This indicated the prevalence of certain ‘social norms’, which defined women’s participation and collectivization — it was either dictated according to the patriarchal norms or decided by the men folk. Any violation of these norms led to violence, which ranged from physical to sexual to economic. What emerged clearly was that men controlled a woman’s mobility and her life choices. These indications were disturbing and any preventive measure required Oxfam India and partners to challenge these norms and, of course, the ones who set such norms.
The campaign “#BanoNayiSoch” highlights these norms and challenges them to prevent domestic violence. The blueprint of the campaign is to build an equal, mutually respectful and a violence free society for women and girls. Expanding the outreach of the programmes by looping in the adolescent and youth group within the age group of 14-29 years is a very strategic thinking within the campaign. The social norms shape lives at an early age and unless we target these groups we cannot change the mind-sets of the coming generations.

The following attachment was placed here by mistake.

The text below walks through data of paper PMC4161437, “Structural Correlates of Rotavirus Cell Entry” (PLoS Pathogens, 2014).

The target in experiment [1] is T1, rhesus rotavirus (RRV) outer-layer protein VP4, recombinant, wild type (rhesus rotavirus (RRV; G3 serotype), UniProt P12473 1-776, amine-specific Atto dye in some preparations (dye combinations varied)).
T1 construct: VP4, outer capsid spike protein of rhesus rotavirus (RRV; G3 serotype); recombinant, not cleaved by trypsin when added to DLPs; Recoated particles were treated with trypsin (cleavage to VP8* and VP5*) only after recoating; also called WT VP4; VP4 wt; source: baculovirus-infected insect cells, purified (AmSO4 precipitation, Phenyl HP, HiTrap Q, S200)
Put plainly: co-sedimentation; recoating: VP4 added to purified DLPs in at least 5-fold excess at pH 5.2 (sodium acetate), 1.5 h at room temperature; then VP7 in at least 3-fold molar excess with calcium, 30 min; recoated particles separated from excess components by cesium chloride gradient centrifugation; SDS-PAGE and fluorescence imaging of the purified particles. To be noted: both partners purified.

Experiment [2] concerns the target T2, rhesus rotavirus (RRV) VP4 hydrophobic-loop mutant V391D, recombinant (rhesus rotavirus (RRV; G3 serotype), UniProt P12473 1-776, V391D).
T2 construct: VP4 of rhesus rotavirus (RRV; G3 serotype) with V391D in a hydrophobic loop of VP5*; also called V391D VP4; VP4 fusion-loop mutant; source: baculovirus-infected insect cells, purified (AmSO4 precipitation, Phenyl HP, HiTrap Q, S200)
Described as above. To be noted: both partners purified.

So why are we challenging the existing norms? What are we aiming for? We are aiming for a “Mutually respectful, equal and nurturing relationships that are always free of physical, sexual and emotional violence”. This will perhaps challenge the norms that degrade girls and women, restrict their mobility and inflict any forms of violence on them. While we work towards challenging social norms, the communities can begin with a simple pledge (and following it) — “I stand for mutually respectful and violence free relationships. I will speak out and act to prevent violence against women.”
Oxfam India is now ready for a holistic approach towards domestic violence, where through our programmes we are addressing the cases of domestic violence and through the campaign we are raising voices against the norms and practices that is inflicting violence on women. The campaign strikes at the root cause of the prevailing problems — social norms.
Written by: Programme Coordinator- Bhubaneswar Ranjana Das
Content on this website is for general information purposes only. Your comments are provided by your own free will and you take sole responsibility for any direct or indirect liability. You hereby provide us with an irrevocable, unlimited, and global license for no consideration to use, reuse, delete or publish comments, in accordance with Community Rules & Guidelines and Terms and Conditions.